Distance Education – An educational method of delivery in which instruction occurs when a nurse resident and program educator are not in the same place. Instruction may be synchronous or asynchronous. Distance education may employ audio, video, and/or computer technologies and includes technology that is used to support regular and substantive interactions between a program educator and a nurse resident.
Distance Technology – Instructional methods that may include one-way or two-way transmissions, audio, video, the Internet, and/or computer technologies.
Diversity Concepts – Knowledge about persons, communities, regions, countries, cultures, and ethnicities other than one’s own; essential as a basis for the provision of culturally sensitive care.
Due Process – A disciplined, analytical decision-making procedure in which relevant standards are applied by a properly constituted and authorized body using a method that is based on published rules of procedure and is free of improper influence.
Employee Retention Rate – Percentage of nurse residents who are retained by the employer. The definition used by the ACEN for a transition-to-practice program employee retention rate is the number of nurse residents who remain employed with the employer from the time of enrollment in the first transition-to-practice course/module for the period of time specified by the program educators; the program must provide a rationale for the expected level of achievement it sets.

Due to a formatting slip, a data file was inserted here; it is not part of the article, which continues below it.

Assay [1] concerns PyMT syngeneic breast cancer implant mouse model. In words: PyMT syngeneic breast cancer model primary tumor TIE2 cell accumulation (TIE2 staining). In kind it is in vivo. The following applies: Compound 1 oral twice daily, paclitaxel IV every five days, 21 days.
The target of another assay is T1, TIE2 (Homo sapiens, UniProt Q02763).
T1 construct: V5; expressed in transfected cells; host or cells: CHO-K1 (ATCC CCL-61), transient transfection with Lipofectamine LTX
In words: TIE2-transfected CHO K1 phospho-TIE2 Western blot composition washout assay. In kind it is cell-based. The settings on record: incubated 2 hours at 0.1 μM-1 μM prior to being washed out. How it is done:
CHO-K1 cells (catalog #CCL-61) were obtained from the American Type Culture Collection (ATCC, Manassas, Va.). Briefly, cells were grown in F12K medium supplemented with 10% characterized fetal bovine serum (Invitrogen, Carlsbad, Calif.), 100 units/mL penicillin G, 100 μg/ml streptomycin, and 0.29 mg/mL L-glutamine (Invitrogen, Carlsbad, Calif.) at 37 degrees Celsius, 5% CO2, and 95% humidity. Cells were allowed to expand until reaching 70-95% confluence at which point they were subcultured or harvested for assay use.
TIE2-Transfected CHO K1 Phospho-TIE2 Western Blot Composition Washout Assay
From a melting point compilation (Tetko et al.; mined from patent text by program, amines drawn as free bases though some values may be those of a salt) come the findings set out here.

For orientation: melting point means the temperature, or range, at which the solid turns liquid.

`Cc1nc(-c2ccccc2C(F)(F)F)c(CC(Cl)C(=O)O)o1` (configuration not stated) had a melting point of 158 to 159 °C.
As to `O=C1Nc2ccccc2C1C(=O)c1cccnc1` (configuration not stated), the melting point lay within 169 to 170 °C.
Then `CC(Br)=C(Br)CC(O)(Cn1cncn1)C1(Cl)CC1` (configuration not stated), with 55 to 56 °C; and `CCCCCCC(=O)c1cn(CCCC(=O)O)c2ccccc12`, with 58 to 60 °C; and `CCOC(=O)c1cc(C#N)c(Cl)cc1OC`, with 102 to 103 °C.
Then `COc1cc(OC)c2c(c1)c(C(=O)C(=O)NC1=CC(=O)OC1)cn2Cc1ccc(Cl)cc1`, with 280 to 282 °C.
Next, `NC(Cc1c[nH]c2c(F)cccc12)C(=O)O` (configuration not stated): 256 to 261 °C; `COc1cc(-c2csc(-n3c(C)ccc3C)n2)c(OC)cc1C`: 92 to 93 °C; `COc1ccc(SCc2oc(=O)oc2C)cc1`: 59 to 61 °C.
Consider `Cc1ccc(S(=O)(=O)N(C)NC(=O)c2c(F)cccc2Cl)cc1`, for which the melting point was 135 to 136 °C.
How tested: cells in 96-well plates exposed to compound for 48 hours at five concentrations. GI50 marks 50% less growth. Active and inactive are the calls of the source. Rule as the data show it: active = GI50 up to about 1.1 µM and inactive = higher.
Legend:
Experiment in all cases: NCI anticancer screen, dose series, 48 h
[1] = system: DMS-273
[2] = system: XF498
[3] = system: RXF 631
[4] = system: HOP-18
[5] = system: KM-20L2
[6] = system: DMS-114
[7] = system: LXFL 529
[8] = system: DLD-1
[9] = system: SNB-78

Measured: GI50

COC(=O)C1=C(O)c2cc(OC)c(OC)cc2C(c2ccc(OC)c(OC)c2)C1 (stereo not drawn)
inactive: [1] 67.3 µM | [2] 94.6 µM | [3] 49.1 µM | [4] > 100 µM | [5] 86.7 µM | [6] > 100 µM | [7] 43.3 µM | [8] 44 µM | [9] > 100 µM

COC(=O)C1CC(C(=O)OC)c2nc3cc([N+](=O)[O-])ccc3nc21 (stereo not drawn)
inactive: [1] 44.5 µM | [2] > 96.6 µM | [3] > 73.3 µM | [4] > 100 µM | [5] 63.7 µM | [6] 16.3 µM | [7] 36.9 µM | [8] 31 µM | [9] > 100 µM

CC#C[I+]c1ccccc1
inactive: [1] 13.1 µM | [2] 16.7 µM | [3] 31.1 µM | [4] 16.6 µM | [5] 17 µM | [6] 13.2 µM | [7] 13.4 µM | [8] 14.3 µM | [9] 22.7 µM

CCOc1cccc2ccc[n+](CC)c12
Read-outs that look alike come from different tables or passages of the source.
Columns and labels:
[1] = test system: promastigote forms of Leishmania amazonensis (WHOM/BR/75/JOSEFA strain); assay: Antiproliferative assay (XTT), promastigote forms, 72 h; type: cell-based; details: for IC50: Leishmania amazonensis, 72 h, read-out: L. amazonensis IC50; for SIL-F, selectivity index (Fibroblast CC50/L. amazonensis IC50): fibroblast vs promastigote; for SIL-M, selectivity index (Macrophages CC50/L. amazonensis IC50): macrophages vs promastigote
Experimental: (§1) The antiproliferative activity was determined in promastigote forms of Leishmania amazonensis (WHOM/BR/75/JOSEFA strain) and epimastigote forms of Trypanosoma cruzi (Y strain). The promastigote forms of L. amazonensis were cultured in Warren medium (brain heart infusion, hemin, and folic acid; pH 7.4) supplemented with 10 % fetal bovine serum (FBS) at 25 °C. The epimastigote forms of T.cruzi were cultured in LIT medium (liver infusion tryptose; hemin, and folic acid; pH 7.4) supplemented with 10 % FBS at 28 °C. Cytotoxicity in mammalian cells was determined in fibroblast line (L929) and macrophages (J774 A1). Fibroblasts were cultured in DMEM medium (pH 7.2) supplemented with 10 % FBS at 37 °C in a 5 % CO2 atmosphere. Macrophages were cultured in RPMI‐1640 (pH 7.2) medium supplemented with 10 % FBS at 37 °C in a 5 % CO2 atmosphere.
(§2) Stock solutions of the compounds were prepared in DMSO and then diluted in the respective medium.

Evidence-Based – Actions, processes, or methodologies that are grounded in and flow from the translation of substantive and current research.
Expected Level of Achievement – A measurable index that reflects a desired outcome, often set as a desired percentage of achievement.
Experientially Qualified – Documented current or recent direct engagement in a significant manner in clinical nursing experiences for those whose role includes teaching; for those engaged in administration, documented current or recent direct engagement in a significant manner in administrative functions in nursing education or administration. Program educators and nurse administrators must hold all experiential qualifications required by the sponsoring organization and, as applicable, the state and the sponsoring organization’s accrediting agency.
Instructional Technology – The method(s) and delivery system(s) used by program educators to convey course content to nurse residents.